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Blue Jays’ Shoemaker set for MRI on hurt knee

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OAKLAND, Calif. — Toronto Blue Jays starter Matt Shoemaker had to be helped off the field after suffering a left knee sprain during a rundown in the third inning Saturday against the Oakland Athletics.

He will undergo an MRI on Sunday, the team said.

Few in the Blue Jays’ clubhouse were in the mood to celebrate following their 10-1 win to continue a successful road trip

“I just found out when the game was over,” manager Charlie Montoyo said. “We’re going to find out tomorrow from the MRI how bad it is.”

Shoemaker, sidelined in recent years by a series of injuries, was hurt while chasing Oakland’s Matt Chapman. The 32-year-old starter applied the tag and spun around to avoid contact.

As he twirled, Shoemaker appeared to injure his knee.

Shoemaker hopped around before falling to the ground as a team trainer rushed out. He was down for several moments and sat with his head in his hands before being helped to his feet and off the field.

“You never want to see the pitcher involved but it happened,” Montoyo said. “There’s nothing we can do about it right now. He’s a gamer. He got in there because he wanted to get the out.”

Limited to seven starts last year with the Angels because a strained right forearm, Shoemaker entered the day 3-0 with a 1.75 ERA for his new team. In 2016, Shoemaker sustained a skull fracture when he was hit in the head by a line drive, and he’s had lingering forearm trouble for a while.

“He’s been great,” said Toronto’s Sam Gaviglio, who got the win in relief of Shoemaker. “Every time he’s taken the mound he’s going deep in games. Every outing has been strong for him, even today until the incident occurred. Hopefully he’ll be back.”

The Associated Press contributed to this report.

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Longtime Texas baseball writer Fraley dies at 64

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DALLAS — Gerry Fraley, a longtime baseball writer who spent most of his career with The Dallas Morning News, has died. He was 64.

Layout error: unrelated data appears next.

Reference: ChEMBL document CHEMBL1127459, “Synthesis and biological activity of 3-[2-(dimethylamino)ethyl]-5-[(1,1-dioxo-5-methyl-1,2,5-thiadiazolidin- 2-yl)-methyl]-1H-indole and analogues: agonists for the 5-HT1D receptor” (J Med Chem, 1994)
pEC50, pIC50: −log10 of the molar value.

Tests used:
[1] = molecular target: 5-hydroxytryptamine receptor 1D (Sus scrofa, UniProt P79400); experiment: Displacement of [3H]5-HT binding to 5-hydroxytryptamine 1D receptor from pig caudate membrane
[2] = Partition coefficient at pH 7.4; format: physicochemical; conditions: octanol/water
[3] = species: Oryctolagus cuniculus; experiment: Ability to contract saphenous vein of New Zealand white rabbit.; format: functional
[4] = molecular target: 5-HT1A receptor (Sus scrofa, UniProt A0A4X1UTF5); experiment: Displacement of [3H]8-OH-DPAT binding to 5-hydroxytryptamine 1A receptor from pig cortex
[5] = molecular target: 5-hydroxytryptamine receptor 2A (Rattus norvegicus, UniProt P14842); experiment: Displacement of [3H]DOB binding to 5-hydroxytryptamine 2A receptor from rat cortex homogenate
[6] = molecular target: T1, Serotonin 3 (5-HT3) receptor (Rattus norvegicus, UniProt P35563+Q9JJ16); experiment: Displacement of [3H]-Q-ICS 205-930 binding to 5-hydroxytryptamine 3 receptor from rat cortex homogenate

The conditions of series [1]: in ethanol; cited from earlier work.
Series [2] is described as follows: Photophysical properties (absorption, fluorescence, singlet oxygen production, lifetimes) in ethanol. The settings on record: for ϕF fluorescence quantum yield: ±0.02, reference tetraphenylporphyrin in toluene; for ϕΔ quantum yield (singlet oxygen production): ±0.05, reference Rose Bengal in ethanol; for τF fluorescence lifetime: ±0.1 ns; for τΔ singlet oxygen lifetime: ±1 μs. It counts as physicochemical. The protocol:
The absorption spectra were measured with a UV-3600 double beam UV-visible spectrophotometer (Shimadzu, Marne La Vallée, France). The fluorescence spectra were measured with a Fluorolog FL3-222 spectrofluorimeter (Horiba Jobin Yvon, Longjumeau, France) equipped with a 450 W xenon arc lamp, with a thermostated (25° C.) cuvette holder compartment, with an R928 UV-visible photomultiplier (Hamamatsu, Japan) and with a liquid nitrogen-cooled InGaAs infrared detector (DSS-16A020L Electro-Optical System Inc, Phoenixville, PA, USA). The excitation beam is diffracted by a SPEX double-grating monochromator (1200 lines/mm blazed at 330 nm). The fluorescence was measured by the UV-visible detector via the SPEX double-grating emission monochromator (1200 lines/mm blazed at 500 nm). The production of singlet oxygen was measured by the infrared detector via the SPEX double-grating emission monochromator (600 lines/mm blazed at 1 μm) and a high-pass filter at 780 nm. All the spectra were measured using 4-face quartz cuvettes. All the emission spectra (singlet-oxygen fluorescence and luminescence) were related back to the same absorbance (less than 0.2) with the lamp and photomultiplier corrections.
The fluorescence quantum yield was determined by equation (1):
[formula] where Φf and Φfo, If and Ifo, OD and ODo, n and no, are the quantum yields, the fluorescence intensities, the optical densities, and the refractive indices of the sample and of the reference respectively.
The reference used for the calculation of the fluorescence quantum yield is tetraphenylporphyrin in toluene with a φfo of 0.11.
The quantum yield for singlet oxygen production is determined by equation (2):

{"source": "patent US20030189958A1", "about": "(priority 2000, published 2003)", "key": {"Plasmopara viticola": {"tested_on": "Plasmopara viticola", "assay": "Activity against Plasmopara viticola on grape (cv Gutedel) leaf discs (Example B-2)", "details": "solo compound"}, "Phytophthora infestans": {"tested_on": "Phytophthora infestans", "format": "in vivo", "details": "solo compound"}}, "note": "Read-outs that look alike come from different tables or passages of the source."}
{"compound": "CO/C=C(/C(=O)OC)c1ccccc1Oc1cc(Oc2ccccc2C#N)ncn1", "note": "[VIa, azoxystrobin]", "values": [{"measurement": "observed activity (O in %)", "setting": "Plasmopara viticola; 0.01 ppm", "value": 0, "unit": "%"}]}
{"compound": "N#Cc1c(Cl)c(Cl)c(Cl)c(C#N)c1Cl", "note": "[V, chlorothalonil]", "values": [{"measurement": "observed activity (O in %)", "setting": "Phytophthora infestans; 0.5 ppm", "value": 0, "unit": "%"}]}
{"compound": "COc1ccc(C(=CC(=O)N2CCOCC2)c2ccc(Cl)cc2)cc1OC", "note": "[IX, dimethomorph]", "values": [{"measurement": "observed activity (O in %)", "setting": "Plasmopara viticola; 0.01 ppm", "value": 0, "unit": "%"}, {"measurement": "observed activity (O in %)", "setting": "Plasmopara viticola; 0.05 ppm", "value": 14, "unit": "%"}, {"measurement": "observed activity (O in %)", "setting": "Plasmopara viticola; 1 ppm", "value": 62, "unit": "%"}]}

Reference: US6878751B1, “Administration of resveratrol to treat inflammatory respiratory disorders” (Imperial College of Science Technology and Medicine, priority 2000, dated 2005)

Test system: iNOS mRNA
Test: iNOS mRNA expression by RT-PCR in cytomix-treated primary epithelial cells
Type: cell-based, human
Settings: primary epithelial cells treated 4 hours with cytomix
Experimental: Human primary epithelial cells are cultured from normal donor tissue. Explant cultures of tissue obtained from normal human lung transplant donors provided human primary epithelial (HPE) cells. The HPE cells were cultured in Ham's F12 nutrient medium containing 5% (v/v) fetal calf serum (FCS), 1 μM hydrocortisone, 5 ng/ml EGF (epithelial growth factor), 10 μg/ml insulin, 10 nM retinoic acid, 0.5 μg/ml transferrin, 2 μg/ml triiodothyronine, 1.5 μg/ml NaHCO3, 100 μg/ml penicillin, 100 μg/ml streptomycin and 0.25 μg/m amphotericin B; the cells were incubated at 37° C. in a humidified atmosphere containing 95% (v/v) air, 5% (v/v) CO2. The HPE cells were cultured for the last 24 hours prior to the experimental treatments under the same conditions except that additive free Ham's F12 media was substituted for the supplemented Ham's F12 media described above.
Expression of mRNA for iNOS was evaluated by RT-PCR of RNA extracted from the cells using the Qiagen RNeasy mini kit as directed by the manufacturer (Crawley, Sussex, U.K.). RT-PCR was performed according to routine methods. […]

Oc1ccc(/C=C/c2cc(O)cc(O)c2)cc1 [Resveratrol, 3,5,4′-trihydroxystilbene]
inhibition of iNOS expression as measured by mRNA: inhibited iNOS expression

Fraley died early Saturday after a two-year battle with cancer, the newspaper reported.

After covering the Braves for the Atlanta Constitution-Journal, Fraley joined the Dallas paper in 1989 to cover the Texas Rangers. Fraley also wrote about football, basketball and NASCAR among other assignments for the Morning News.

Assistant managing editor for sports Garry Leavell said Fraley’s versatility “is what separated him from his peers.”

Former President George W. Bush, who was part of the ownership group of the Rangers before going into politics, said, “It always seemed to me that baseball was his real passion, thereby establishing a kinship and a lasting friendship.”

Former baseball commissioner Bud Selig also was among those who respected Fraley’s no-nonsense approach to reporting, saying, “He was fair, honest, a great reporter.”

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Yaz’s grandson to make MLB debut with Giants

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After more than six years in the minor leagues, Mike Yastrzemski — the grandson of Hall of Famer Carl Yastrzemski — will make his major league debut Saturday after being called up for the first time.

Yastrzemski will start in left field for the San Francisco Giants and will bat seventh against the Arizona Diamondbacks.

Yastrzemski, 28, was traded to the Giants in March by the Baltimore Orioles, with whom he made his first big league spring training this year.

Drafted by Orioles in 2013, Yastrzemski rose quickly in the organization before his career stalled. Three years after he was drafted, he was playing for Triple-A Norfolk but then split time between Norfolk and Double-A Bowie, never making the leap to the majors.

“It’s all a learning experience,” Yastrzemski said in March, prior to the trade. “Everybody’s got their own path to get where they want to go; whatever path that is for me, I’m fine with it. As long as you see some light at the end of the tunnel and you put everything into it, it’s rewarding in that sense.”

In seven minor league seasons, Yastrzemski has a .263 average but has never hit more than 15 home runs or had more than 75 RBIs. He was hitting .316 with 12 home runs and 25 RBIs for Triple-A Sacramento this season.

His grandfather, 79-year-old Carl Yastrzemski, spent all 23 years of his major league career with the Boston Red Sox and retired having played the most games (3,308) of any player in major league history to that point. He was an 18-time All-Star, seven-time Gold Glove winner and won the Triple Crown in 1967, when he helped lead the “Impossible Dream” Red Sox to a World Series appearance.

To make room on the roster, the Giants designated outfielder Mac Williamson for assignment. Williamson was hitting .118 in 15 games this season.

The Associated Press contributed to this report.

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A’s designate reliever Rodney for assignment

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The Oakland Athletics have designated relief pitcher Fernando Rodney for assignment, the team announced Saturday.

Rodney, 42, has seen his ERA balloon to a career-worst 9.42 this season. He had returned to Oakland for 2019 after the A’s exercised a $5.25 million club option.

Rodney has pitched for 10 teams in a 17-year career and ranks 18th in MLB history with 325 saves.

The A’s called up left-hander Wei-Chung Wang from Triple-A Las Vegas. He has 22 games of major league experience, all with the Milwaukee Brewers.

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